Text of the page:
These past two weeks have seen massive changes to our daily patterns and behaviours, with the worlds of many of us shrinking to life within our own four walls, whilst others are facing the most challenging and stressful time in their working lives.
Many people are understandably concerned about vulnerable relatives and friends. The majority of us are also coming to terms with the reality of becoming ‘self isolated’ from other people where we remain in our own homes for much of the time, and try to remain at least two metres from other people.
The charitable objects of Linking Lives UK are ‘the promotion of social inclusion…among people who are excluded from society because they are housebound for any reason…’. As a result, all of our work focuses on addressing loneliness and social isolation and, almost overnight, concerns that we have been engaging in for many years now, are entering the public discourse in news reports, articles and one to one discussions. Two weeks ago, loneliness was a cause being championed by various charities, faith groups and a dedicated unit within the Department for Digital, Culture, Media and Sports. Today, many people are experiencing at first hand the reality of isolation, and may be facing increasing feelings of loneliness as time goes on.
This year, we launched an awareness raising and fundraising campaign called the ‘Loneliness Lock-In’ which was created to encourage participants to spend up to 24 hours on their own with no access to other people, wifi or gadgets. Many of those taking part fed back that they gained a limited but greater understanding of life for those living on their own. It opened their eyes to the feelings involved, reactions to isolation and the challenges involved.
As a Christian charity, we believe that God has created us to live in community and that the first thing that God said was not good was for man to be alone (Genesis 2: 18). Our befriending projects, which range from Aberdeen to Guernsey, all focus on enabling churches to recruit volunteers to visit socially isolated older people on a weekly basis for around one hour. These visits have a significant impact on the lives of people across the country and we are always inspired by stories of the difference that these visits make on older people people and volunteers alike. We have, sadly, been forced during this week to temporarily end these visits to ensure the health and safety of all those involved. This has been a difficult step to have to take, but a necessary one.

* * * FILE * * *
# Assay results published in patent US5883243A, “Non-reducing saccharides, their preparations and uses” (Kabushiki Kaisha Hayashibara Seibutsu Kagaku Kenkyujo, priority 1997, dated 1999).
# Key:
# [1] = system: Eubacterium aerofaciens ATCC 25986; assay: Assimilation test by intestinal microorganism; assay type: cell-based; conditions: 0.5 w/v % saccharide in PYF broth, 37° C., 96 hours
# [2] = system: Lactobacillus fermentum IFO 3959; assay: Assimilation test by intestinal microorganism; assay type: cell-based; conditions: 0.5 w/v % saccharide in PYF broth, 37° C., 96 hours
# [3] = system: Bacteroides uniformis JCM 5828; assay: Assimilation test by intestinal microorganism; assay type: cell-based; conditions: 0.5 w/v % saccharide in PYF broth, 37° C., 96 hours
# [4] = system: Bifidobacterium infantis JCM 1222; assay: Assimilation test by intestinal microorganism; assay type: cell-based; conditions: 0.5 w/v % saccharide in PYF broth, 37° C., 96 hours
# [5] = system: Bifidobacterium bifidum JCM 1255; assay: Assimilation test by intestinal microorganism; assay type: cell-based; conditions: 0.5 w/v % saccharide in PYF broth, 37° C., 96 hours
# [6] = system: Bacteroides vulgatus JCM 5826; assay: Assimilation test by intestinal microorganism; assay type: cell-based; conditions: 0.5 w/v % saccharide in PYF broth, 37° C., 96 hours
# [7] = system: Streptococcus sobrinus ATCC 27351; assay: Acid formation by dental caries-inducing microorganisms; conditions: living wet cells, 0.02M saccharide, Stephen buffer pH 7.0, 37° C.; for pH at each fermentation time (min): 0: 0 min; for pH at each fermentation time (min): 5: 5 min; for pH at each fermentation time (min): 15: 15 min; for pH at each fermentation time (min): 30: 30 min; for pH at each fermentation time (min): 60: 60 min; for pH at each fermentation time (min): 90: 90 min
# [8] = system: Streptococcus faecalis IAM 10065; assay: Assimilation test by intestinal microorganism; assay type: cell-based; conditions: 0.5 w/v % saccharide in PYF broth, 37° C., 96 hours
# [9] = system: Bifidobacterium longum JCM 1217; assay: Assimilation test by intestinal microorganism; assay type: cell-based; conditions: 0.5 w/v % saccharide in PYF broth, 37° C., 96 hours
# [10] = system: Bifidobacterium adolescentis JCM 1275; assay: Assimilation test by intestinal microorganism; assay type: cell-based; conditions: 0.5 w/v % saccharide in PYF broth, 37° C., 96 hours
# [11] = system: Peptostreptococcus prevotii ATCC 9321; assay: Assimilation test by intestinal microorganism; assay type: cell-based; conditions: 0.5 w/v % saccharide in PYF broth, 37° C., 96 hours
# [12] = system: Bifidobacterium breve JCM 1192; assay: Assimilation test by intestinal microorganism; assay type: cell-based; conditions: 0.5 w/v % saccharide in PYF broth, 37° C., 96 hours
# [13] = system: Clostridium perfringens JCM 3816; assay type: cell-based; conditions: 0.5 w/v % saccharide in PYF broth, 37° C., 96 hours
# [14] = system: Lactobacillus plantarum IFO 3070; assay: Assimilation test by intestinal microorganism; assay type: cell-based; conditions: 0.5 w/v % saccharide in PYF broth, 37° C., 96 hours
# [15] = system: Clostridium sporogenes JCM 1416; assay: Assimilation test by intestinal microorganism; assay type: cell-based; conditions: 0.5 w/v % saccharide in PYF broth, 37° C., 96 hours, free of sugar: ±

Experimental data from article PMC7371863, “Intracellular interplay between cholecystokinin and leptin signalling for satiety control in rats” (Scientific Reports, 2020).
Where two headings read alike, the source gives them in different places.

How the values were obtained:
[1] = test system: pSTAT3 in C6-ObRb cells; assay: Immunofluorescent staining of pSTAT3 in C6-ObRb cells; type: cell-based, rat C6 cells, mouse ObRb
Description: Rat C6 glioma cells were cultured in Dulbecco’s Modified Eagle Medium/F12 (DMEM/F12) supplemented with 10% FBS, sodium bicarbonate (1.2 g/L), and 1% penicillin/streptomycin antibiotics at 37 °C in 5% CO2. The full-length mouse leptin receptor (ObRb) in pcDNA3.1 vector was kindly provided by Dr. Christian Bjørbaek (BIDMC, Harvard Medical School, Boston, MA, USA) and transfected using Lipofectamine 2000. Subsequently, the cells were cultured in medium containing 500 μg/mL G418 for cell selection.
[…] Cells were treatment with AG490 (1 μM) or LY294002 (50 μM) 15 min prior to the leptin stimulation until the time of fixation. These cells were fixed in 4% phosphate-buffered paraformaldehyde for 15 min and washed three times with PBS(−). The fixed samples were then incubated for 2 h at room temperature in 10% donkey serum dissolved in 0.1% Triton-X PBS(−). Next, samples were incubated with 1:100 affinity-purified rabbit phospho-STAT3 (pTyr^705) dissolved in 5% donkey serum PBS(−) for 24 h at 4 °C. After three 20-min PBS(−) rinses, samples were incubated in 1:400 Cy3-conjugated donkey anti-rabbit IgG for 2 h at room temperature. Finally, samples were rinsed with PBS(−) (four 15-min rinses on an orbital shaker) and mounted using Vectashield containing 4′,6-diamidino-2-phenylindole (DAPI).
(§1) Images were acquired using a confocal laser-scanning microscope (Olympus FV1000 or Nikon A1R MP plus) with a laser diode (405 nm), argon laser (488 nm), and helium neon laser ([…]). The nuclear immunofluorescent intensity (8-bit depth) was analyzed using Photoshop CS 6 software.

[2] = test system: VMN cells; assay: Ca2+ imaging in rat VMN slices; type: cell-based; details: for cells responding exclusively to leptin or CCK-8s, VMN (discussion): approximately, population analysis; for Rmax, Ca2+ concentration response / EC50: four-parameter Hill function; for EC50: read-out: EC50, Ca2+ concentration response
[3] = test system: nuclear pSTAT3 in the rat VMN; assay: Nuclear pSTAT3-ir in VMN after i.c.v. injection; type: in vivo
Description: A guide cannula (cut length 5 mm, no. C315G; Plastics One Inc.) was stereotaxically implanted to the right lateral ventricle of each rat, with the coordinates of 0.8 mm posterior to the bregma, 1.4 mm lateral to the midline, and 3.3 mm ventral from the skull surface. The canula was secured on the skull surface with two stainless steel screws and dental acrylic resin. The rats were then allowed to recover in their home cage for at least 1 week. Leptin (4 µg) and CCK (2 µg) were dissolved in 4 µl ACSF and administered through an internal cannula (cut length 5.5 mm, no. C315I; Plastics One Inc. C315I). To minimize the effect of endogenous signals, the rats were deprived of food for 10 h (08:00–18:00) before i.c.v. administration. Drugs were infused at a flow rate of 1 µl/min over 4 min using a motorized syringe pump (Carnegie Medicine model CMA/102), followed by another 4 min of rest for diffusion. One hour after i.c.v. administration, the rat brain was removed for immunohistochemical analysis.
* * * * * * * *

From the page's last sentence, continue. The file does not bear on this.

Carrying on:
We will now, though, be supporting all those known to us through regular telephone calls. We will also link people to alternative means of local support such as food banks, prescription collection and other services. We are also using our experience in this field to develop new ideas to support those already isolated whose situation has been exacerbated as a result of this virus. Further details of these initiatives will be announced shortly.
During these challenging and unprecedented times, we would encourage all of us to make sure that we are aware of all those around us particularly those who may be at higher risk. There are many localised community responses to support neighbours, one of which – Covid 19 Mutual Aid – was created last week and has grown significantly in seven days. Please do engage with these, and take opportunities to support and check up on those around us at all times.
I came across the term this week of ‘Care-Mongering’ which describes a new wave of altruism which has been spreading across the world, ranging from delivering food, online singing groups, writing letters to those on their own and many more. This is inspiring to hear and we trust that this will continue and will outweigh some examples of individualism that we have seen. May we all continue to to ‘think outside of the box’ as we do what we can within the confines of our circumstances to look out for those most in need.